NFLA publishes report on UK plutonium policy amid new concerns over plutonium remobilisation in the Irish Sea

Posted: 14th June 2021

The UK & Ireland Nuclear Free Local Authorities (NFLA) publishes today on
its website an expert overview of national plutonium policy and recent
concerns over the potential for plutonium remobilisation in the Irish Sea.
(1) The report was developed by the NFLA Policy Advisor, Pete Roche, and
was first published on the website ‘’. (2) Recent
research on this area was also presented by Pete to the most recent
meetings of the NFLA English Forum and NFLA All Ireland Sustainable Energy
Forum. (3) The report notes that the Nuclear Decommissioning Authority
(NDA) expects the Magnox Reprocessing Plant at Sellafield to close this
year (2021) – one year later than previously planned. This follows on
from the closure of the Thermal Oxide Reprocessing Plant (THORP) in
November 2018. Reprocessing, which NFLA has always argued has been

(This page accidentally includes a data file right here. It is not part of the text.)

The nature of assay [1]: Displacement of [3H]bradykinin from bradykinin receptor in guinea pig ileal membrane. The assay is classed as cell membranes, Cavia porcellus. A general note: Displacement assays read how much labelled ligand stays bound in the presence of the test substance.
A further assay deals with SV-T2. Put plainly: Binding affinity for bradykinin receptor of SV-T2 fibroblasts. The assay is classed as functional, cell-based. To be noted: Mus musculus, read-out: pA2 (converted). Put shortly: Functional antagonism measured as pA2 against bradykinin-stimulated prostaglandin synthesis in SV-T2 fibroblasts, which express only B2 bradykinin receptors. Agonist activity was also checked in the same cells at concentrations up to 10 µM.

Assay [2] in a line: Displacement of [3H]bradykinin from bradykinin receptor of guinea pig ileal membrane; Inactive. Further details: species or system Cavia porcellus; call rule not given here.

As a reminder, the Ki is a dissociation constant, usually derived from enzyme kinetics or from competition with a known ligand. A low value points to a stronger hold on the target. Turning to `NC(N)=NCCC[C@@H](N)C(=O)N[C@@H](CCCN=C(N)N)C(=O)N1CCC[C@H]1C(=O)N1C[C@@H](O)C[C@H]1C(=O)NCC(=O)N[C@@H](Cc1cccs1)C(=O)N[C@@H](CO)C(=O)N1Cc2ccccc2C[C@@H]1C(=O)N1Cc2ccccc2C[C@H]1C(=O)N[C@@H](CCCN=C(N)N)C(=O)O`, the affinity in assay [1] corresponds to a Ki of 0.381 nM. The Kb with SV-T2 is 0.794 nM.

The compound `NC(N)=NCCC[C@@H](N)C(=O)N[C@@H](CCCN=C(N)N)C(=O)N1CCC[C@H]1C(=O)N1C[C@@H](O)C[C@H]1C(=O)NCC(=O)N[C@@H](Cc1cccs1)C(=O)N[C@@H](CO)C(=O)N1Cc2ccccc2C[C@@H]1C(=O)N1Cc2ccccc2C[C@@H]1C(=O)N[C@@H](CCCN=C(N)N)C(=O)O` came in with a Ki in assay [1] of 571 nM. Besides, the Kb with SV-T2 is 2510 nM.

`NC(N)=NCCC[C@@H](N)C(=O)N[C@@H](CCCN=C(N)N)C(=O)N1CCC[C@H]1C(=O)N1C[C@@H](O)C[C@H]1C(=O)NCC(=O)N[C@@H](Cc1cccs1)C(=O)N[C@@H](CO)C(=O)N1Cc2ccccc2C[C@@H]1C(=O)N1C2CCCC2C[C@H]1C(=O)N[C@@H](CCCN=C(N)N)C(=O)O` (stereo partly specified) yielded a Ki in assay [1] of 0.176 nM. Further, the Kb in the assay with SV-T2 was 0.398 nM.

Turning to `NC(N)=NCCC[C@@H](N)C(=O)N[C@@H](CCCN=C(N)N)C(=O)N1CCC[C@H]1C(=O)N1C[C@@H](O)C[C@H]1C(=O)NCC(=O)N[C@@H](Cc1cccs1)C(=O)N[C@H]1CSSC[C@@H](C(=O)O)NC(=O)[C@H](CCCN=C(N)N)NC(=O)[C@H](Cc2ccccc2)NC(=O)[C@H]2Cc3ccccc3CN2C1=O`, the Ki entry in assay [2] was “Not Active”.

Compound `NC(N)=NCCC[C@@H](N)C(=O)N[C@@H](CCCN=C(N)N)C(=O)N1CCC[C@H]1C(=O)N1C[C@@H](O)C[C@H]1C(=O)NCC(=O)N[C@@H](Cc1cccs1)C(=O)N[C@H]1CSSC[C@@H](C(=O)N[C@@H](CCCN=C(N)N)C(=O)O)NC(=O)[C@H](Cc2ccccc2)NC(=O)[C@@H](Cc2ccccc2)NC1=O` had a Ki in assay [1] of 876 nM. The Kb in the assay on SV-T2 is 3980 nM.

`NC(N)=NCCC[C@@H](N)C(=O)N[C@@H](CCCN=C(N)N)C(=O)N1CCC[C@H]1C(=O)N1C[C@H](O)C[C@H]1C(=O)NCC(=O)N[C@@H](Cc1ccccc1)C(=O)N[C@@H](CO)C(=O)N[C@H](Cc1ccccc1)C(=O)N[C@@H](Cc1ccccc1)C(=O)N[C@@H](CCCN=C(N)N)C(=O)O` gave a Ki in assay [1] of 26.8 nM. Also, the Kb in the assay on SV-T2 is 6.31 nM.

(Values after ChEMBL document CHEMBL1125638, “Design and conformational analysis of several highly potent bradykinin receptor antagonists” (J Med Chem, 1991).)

completely unnecessary, is the chemical separation of plutonium and unused
uranium from spent nuclear waste fuel. When reprocessing ends there will be
around 140 tonnes of separated civil plutonium stored at Sellafield – the
world’s largest stockpile. Since 2008, the NDA has been discussing how to
deal with this embarrassment, given that it is highly toxic, poses a
permanent risk of proliferation, and will cost taxpayers around £73
million a year to store for the next century. (3) 13 years later, after
much dithering, the UK Government has failed to make any decisions, but
still appears to favour the re-use option, which would probably involve
transporting weapons-useable plutonium or Mixed Oxide Fuel (MoX) fuel to
reactor sites, such as Hinkley Point C and Sizewell B (and C if it is ever
built) with an armed escort. The report looks at this sorry saga and the
options for dealing with this stockpile. NFLA believe that the plutonium
should be immobilised and stored safely. NDA is continuing to investigate
how immobilisation and reuse might be implemented, arguing that using the
material as MOX fuel in light water reactors is the most mature option from
a technical and licensing perspective. The UK government says it can only
make a decision when it can be underpinned with sufficient evidence.

 NFLA 10th June 2021

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